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Breast milk bought online diluted with cows milk, researchers find

In the growing, online market for breast milk, more than one in 10 tested samples contained cow's milk and three-quarters had bacteria, researchers reported.
A researcher takes a sample of breast milk.
A researcher takes a sample of breast milk.

In the growing, online market for breast milk — sold by nursing moms to other parents to feed their babies — more than one in 10 tested samples contained cow's milk, researchers reported Monday.

The findings are hard proof, researchers said, of the profit motives compelling some women to peddle their breast milk on web exchanges where it's often called "liquid gold." What's worse: The contamination could harm babies with dairy intolerance, especially preemies, doctors say.

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Nearly all of the adulterated samples carried enough bovine DNA to reveal they'd been mixed, before shipping, with at least 10 percent cow's milk. Some selling moms use that method to covertly amplify their supply, which typically fetches $1-$2 per ounce.

"The levels of cow's milk were high enough that we don't think it was just an accident," said Sarah Keim, a principal investigator in the Center for Biobehavioral Health at the Research Institute at Nationwide Children's Hospital. She wrote the report, published in the journal Pediatrics.

"When people are selling their milk online, they may have an incentive financially to top off their milk with cow's milk or baby formula to increase the volume and make more money," Keim told NBC News. "It really looks like evidence of deception."

Four of the 102 examined samples also contained cotinine, a chemical compound present in the breast milk of active smokers — and two of those four sellers promised on exchanges that they were non-smokers.

Previous tests conducted on the same 102 specimens found more than three-quarters had bacteria, including E.coli, staphylococcus, and streptococcus.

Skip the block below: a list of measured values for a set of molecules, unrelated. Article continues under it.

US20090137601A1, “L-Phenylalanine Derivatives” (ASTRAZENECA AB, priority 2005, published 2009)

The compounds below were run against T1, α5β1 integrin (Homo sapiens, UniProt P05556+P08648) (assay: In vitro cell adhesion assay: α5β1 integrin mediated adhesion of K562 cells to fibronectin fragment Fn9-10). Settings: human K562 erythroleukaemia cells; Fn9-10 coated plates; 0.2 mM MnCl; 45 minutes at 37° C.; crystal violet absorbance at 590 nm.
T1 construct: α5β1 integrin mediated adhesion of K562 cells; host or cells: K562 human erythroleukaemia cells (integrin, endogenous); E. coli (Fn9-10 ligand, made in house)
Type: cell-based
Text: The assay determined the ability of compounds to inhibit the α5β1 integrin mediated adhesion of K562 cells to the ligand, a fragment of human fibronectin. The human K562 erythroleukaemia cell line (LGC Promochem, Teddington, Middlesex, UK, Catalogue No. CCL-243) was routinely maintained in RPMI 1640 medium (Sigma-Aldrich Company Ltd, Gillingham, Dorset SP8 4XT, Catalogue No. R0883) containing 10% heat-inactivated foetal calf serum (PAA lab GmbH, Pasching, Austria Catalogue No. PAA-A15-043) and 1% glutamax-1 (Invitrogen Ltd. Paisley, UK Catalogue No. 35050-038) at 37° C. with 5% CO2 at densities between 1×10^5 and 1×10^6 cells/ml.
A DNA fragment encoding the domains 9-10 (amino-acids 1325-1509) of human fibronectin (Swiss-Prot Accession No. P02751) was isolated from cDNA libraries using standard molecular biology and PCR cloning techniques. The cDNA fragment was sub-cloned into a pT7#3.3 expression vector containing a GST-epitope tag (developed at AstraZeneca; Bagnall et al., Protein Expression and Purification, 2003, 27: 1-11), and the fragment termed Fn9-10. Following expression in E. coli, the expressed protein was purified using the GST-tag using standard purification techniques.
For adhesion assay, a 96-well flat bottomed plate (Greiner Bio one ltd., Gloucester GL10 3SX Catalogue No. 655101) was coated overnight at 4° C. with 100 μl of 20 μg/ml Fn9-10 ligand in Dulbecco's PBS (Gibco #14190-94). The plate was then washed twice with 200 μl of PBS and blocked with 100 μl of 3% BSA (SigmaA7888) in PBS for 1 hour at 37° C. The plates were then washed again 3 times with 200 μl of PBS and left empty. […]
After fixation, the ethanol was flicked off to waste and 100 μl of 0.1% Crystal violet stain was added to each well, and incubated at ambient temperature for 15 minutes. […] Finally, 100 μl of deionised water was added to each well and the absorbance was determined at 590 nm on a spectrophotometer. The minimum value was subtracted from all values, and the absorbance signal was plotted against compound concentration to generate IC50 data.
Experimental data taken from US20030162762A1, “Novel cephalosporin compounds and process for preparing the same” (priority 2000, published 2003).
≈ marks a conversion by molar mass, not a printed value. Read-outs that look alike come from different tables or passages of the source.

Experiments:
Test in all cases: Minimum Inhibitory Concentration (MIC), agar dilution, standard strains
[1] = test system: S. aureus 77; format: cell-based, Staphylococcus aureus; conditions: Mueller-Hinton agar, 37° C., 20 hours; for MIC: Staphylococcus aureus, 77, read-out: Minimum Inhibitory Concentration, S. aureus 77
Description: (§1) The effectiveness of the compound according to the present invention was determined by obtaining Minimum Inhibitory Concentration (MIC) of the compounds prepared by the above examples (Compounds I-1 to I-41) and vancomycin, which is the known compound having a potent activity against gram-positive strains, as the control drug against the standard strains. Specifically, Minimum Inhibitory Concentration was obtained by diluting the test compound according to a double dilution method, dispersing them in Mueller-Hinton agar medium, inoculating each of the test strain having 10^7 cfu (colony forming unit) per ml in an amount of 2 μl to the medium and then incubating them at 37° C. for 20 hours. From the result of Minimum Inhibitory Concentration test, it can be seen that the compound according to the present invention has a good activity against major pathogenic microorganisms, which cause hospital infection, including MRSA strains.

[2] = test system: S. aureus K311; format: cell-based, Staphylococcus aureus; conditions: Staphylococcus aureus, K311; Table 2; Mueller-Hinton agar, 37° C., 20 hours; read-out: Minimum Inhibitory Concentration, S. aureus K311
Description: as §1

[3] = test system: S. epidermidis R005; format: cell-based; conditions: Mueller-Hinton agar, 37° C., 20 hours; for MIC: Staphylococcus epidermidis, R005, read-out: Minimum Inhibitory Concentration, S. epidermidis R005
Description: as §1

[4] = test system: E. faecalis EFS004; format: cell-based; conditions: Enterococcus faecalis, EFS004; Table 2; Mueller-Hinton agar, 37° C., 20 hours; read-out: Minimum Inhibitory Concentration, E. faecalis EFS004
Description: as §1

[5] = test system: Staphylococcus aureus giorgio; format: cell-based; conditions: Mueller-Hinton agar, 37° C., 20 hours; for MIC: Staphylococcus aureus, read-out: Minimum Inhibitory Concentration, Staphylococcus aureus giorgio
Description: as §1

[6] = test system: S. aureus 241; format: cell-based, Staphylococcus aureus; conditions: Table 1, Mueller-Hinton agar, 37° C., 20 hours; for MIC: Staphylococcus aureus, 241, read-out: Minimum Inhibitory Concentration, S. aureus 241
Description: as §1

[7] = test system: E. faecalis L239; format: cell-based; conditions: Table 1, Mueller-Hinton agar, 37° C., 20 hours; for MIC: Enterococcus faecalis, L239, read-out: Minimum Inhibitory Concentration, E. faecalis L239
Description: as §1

But, for now, it's the cow's milk that has doctors most concerned.

Depending on a newborn's chronological or gestational age, drinking donor milk tainted with cow's milk could cause the baby's body to react badly to "foreign antigens," said Dr. Lori Feldman-Winter, a pediatrician at Cooper University Hospital in Camden, N.J.

Past studies found that in infants whose exclusive food source was human milk, any interference in that nutritional routine altered the gut microbiome, "and this leads to changes in the development of the infant's immune system and ability to process foods," Feldman-Winter said.

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But for babies with dairy allergies or sensitivities, drinking bottles filled with a blend of human and animal milk could cause far more frightening outcomes, Feldman-Winter said.

"Clinically, in susceptible babies, this may lead to problems such as feeding intolerance ... and possibly inflammatory bowel disease or, in the premature newborn, necrotizing enterocolitis" — during which lining of the intestinal wall dies and falls off. About one in four infants who get necrotizing enterocolitis die from it, says the National Institutes of Health.

The Food and Drug Administration recommends against feeding babies breast milk acquired through the Internet. The reason: Donors are unlikely to have been properly screened for infectious diseases like HIV or chemical contaminants such as illegal drugs. The agency also warns that if human milk isn't collected or stored safely, germs could grow in the supply.

"Many women have extra milk and they want to help out another family. But the way to do it is not by selling it online. You may do everything you can make to make your milk is safe, but you can't know for sure," Keim said.

"I think it's quite clear from this study that it's not safe to feed your baby milk that you've purchased on the Internet."